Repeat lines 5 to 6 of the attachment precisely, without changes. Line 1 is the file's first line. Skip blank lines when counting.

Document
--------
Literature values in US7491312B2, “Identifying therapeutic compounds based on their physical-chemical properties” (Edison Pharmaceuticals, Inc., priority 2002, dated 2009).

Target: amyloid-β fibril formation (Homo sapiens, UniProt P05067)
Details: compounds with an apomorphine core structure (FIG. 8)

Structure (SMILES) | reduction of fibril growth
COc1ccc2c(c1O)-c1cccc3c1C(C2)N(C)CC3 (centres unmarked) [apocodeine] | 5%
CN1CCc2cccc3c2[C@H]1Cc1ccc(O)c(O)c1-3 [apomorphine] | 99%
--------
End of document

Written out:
COc1ccc2c(c1O)-c1cccc3c1C(C2)N(C)CC3 (centres unmarked) [apocodeine] | 5%
CN1CCc2cccc3c2[C@H]1Cc1ccc(O)c(O)c1-3 [apomorphine] | 99%